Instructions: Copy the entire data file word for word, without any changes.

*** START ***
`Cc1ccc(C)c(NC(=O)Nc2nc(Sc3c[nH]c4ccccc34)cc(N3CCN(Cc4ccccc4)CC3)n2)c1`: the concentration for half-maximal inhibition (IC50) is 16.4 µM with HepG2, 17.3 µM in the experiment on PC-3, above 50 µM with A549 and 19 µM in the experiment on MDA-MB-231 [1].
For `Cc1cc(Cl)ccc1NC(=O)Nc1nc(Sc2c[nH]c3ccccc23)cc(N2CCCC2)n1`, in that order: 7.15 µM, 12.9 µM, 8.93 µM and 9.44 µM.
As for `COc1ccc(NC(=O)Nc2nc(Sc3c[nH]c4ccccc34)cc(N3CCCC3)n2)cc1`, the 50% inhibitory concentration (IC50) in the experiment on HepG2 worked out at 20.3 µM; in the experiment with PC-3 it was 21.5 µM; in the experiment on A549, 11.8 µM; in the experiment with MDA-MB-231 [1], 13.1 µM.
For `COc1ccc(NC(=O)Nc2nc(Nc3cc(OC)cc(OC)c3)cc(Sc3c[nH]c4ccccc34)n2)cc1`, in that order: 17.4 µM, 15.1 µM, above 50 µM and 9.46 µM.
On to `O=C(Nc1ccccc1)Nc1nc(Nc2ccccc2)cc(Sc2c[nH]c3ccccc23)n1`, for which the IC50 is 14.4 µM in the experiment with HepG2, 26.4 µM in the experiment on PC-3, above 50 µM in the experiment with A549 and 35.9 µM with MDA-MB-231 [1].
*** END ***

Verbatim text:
`Cc1ccc(C)c(NC(=O)Nc2nc(Sc3c[nH]c4ccccc34)cc(N3CCN(Cc4ccccc4)CC3)n2)c1`: the concentration for half-maximal inhibition (IC50) is 16.4 µM with HepG2, 17.3 µM in the experiment on PC-3, above 50 µM with A549 and 19 µM in the experiment on MDA-MB-231 [1].
For `Cc1cc(Cl)ccc1NC(=O)Nc1nc(Sc2c[nH]c3ccccc23)cc(N2CCCC2)n1`, in that order: 7.15 µM, 12.9 µM, 8.93 µM and 9.44 µM.
As for `COc1ccc(NC(=O)Nc2nc(Sc3c[nH]c4ccccc34)cc(N3CCCC3)n2)cc1`, the 50% inhibitory concentration (IC50) in the experiment on HepG2 worked out at 20.3 µM; in the experiment with PC-3 it was 21.5 µM; in the experiment on A549, 11.8 µM; in the experiment with MDA-MB-231 [1], 13.1 µM.
For `COc1ccc(NC(=O)Nc2nc(Nc3cc(OC)cc(OC)c3)cc(Sc3c[nH]c4ccccc34)n2)cc1`, in that order: 17.4 µM, 15.1 µM, above 50 µM and 9.46 µM.
On to `O=C(Nc1ccccc1)Nc1nc(Nc2ccccc2)cc(Sc2c[nH]c3ccccc23)n1`, for which the IC50 is 14.4 µM in the experiment with HepG2, 26.4 µM in the experiment on PC-3, above 50 µM in the experiment with A549 and 35.9 µM with MDA-MB-231 [1].